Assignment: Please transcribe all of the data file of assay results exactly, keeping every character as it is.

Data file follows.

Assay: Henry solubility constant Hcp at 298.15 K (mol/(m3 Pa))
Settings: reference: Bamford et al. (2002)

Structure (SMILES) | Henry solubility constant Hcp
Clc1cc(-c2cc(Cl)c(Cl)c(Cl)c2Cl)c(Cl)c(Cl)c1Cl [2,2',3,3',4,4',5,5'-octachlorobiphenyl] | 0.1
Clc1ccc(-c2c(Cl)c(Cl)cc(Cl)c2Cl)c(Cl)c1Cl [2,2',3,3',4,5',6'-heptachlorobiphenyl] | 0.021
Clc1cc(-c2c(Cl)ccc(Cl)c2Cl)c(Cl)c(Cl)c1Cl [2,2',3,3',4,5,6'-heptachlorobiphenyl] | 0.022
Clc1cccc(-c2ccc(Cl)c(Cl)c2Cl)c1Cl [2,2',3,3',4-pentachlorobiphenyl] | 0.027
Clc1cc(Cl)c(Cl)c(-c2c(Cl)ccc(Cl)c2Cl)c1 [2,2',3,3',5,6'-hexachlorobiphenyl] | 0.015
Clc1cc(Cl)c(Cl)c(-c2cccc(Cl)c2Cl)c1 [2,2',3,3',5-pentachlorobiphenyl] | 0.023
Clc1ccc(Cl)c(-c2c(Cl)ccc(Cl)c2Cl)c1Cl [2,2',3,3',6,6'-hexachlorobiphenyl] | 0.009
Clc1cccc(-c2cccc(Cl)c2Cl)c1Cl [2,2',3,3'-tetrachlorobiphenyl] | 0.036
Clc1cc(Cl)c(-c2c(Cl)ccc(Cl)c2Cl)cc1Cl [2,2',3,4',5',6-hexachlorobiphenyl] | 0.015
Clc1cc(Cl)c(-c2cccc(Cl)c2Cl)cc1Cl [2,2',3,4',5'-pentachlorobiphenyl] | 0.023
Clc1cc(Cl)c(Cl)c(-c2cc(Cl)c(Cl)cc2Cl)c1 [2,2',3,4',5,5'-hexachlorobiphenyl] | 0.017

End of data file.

Assay: Henry solubility constant Hcp at 298.15 K (mol/(m3 Pa))
Settings: reference: Bamford et al. (2002)

Structure (SMILES) | Henry solubility constant Hcp
Clc1cc(-c2cc(Cl)c(Cl)c(Cl)c2Cl)c(Cl)c(Cl)c1Cl [2,2',3,3',4,4',5,5'-octachlorobiphenyl] | 0.1
Clc1ccc(-c2c(Cl)c(Cl)cc(Cl)c2Cl)c(Cl)c1Cl [2,2',3,3',4,5',6'-heptachlorobiphenyl] | 0.021
Clc1cc(-c2c(Cl)ccc(Cl)c2Cl)c(Cl)c(Cl)c1Cl [2,2',3,3',4,5,6'-heptachlorobiphenyl] | 0.022
Clc1cccc(-c2ccc(Cl)c(Cl)c2Cl)c1Cl [2,2',3,3',4-pentachlorobiphenyl] | 0.027
Clc1cc(Cl)c(Cl)c(-c2c(Cl)ccc(Cl)c2Cl)c1 [2,2',3,3',5,6'-hexachlorobiphenyl] | 0.015
Clc1cc(Cl)c(Cl)c(-c2cccc(Cl)c2Cl)c1 [2,2',3,3',5-pentachlorobiphenyl] | 0.023
Clc1ccc(Cl)c(-c2c(Cl)ccc(Cl)c2Cl)c1Cl [2,2',3,3',6,6'-hexachlorobiphenyl] | 0.009
Clc1cccc(-c2cccc(Cl)c2Cl)c1Cl [2,2',3,3'-tetrachlorobiphenyl] | 0.036
Clc1cc(Cl)c(-c2c(Cl)ccc(Cl)c2Cl)cc1Cl [2,2',3,4',5',6-hexachlorobiphenyl] | 0.015
Clc1cc(Cl)c(-c2cccc(Cl)c2Cl)cc1Cl [2,2',3,4',5'-pentachlorobiphenyl] | 0.023
Clc1cc(Cl)c(Cl)c(-c2cc(Cl)c(Cl)cc2Cl)c1 [2,2',3,4',5,5'-hexachlorobiphenyl] | 0.017